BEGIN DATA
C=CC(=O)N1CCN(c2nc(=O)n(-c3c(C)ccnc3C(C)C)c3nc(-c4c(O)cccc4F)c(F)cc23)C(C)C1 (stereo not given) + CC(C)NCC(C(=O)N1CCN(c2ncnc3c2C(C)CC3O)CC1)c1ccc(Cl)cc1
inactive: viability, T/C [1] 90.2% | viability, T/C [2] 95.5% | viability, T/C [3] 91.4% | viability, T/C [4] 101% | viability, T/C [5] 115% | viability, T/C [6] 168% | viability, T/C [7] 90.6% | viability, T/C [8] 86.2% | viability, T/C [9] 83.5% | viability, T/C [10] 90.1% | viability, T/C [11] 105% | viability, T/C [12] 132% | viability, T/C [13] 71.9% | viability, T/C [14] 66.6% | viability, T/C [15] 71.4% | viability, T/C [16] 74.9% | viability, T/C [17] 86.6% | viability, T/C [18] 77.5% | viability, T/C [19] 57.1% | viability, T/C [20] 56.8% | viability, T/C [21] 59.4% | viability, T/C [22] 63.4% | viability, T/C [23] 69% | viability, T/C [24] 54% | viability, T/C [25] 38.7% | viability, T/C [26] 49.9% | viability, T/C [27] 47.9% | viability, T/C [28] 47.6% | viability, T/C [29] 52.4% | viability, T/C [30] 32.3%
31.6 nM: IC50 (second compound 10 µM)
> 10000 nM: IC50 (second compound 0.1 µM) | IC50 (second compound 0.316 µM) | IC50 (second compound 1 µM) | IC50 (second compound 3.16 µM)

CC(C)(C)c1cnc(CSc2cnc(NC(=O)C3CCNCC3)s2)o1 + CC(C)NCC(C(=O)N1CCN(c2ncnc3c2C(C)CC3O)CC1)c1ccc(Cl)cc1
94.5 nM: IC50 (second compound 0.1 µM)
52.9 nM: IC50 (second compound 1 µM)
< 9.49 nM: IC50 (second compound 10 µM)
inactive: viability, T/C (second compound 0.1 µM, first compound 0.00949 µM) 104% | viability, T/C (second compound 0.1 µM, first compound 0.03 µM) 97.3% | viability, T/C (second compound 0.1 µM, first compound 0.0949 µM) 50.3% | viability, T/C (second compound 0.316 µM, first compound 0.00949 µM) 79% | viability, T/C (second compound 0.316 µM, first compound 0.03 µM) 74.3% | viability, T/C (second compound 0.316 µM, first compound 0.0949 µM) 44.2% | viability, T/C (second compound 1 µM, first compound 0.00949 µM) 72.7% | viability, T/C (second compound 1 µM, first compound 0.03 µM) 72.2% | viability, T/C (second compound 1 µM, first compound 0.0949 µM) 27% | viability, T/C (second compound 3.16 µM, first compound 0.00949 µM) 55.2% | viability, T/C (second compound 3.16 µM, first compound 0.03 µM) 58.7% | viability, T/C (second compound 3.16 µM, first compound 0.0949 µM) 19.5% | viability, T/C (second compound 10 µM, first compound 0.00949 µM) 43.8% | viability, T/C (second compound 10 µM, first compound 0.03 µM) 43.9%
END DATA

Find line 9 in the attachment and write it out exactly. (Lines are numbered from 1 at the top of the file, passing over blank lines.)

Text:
inactive: viability, T/C (second compound 0.1 µM, first compound 0.00949 µM) 104% | viability, T/C (second compound 0.1 µM, first compound 0.03 µM) 97.3% | viability, T/C (second compound 0.1 µM, first compound 0.0949 µM) 50.3% | viability, T/C (second compound 0.316 µM, first compound 0.00949 µM) 79% | viability, T/C (second compound 0.316 µM, first compound 0.03 µM) 74.3% | viability, T/C (second compound 0.316 µM, first compound 0.0949 µM) 44.2% | viability, T/C (second compound 1 µM, first compound 0.00949 µM) 72.7% | viability, T/C (second compound 1 µM, first compound 0.03 µM) 72.2% | viability, T/C (second compound 1 µM, first compound 0.0949 µM) 27% | viability, T/C (second compound 3.16 µM, first compound 0.00949 µM) 55.2% | viability, T/C (second compound 3.16 µM, first compound 0.03 µM) 58.7% | viability, T/C (second compound 3.16 µM, first compound 0.0949 µM) 19.5% | viability, T/C (second compound 10 µM, first compound 0.00949 µM) 43.8% | viability, T/C (second compound 10 µM, first compound 0.03 µM) 43.9%